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Playbook: This is how you 'finish' a run in the NFL

Taking a look at Marshawn Lynch's TD run vs. the Eagles. Matt Bowen

Print This July 08, 2012, 04:00 PM EST

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You know what you are going to get from Marshawn Lynch: downhill power in the off-tackle run game (Power O, Counter OF, Lead, etc), a burst to the second level of the defense and vision in the open field. Today, let’s look back at one his TD runs during the 2011 season. The base Lead Closed (or Strong) vs. the Eagles 8-Man front. A great example of how you "finish" a play at the pro level.

Eagles vs. Seahawks
Personnel: Regular (2WR-1TE-2RB)
Formation: Pro I
Scheme: Lead Strong
Defensive coverage: Cover 1 (man-free)

A couple of notes from the replay…

-Base action with the FB leading up through the hole. The TE (Y) will turn out on the DE (in a wide 9 alignment) with the OT working up the second level of the defense vs. an 8-Man front (SS aligned in the run front).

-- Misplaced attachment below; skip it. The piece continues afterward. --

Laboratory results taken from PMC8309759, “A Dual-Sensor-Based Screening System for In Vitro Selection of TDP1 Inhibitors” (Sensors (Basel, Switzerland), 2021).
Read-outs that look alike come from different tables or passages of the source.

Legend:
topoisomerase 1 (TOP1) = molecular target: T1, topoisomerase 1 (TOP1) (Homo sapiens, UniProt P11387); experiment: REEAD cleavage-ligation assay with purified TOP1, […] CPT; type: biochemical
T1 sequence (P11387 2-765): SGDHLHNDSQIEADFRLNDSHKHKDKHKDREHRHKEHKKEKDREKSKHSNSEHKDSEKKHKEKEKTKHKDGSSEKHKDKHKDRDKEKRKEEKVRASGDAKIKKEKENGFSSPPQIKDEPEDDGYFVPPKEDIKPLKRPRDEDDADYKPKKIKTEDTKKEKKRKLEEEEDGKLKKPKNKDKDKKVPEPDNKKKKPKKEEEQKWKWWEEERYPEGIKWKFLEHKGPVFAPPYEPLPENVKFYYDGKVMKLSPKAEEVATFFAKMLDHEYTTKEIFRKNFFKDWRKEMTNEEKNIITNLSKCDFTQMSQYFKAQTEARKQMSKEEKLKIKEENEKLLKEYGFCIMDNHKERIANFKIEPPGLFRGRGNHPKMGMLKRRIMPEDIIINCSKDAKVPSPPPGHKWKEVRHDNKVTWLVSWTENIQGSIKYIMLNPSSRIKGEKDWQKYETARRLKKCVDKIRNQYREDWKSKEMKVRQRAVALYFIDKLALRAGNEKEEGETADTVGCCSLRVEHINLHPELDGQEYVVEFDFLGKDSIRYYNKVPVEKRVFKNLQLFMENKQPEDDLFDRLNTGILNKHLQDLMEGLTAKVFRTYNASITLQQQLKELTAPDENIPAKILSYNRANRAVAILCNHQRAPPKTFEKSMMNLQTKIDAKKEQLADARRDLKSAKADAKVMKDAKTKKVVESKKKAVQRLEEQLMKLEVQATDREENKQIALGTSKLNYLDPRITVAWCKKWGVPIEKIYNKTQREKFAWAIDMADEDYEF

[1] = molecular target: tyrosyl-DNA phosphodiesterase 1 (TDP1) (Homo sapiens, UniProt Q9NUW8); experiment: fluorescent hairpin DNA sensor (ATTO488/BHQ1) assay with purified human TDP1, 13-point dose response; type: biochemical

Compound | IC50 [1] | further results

-Love the contact with the FB and the Eagles’ LB in the hole (can here the pop on the replay). This is what you see at the pro level vs. the downhill run game. Violent collisions.

-The FS enters too soon into the run front. A rule to live by at the FS position vs. any inside run scheme: keep your depth. You are a “secondary” run support player. Don’t pick a side and don’t get caught up in the wash vs. a run that breaks.  Stay square and give yourself enough room to take an angle (allows you to make an open field tackle).

-Lazy play at the CB position. Check out the replay. Both CBs take the play off (not uncommon to see this). Once the ball has been handed off (and the RB declares to the line of scrimmage), get rid off the WR and put yourself in a position to play from “outside-in” vs. the run game. Never assume the play is over.

-No question the Eagles need to wrap up and play with better run support in the secondary. I get that. However, as much as I talk defensive technique here, let’s not forget about the play from Lynch. This is the type of run you show to young backs in the NFL. Strength, power and speed once he gets vertical. And effort still sells in the NFL.

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